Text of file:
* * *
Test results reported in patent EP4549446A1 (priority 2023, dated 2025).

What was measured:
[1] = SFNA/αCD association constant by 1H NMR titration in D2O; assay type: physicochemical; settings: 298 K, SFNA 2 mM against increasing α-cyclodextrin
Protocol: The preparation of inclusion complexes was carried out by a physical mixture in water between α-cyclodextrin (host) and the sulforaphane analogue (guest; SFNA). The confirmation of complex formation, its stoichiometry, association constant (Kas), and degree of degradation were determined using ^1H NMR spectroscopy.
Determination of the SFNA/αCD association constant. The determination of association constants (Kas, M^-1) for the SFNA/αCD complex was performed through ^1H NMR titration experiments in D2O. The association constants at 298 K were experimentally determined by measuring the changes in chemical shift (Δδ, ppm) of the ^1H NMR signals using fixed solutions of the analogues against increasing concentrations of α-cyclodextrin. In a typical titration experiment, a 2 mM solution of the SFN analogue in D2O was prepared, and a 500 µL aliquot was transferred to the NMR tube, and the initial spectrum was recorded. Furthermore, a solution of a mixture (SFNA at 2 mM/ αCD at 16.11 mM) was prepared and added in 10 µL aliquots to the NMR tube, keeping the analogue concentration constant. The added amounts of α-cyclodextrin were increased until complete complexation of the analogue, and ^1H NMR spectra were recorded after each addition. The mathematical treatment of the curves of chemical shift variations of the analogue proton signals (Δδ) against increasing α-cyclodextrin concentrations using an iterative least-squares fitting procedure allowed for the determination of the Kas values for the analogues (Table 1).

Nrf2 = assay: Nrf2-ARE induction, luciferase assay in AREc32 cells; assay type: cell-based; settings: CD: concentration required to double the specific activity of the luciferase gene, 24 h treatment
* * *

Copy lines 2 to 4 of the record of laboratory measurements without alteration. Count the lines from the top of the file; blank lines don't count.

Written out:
What was measured:
[1] = SFNA/αCD association constant by 1H NMR titration in D2O; assay type: physicochemical; settings: 298 K, SFNA 2 mM against increasing α-cyclodextrin
Protocol: The preparation of inclusion complexes was carried out by a physical mixture in water between α-cyclodextrin (host) and the sulforaphane analogue (guest; SFNA). The confirmation of complex formation, its stoichiometry, association constant (Kas), and degree of degradation were determined using ^1H NMR spectroscopy.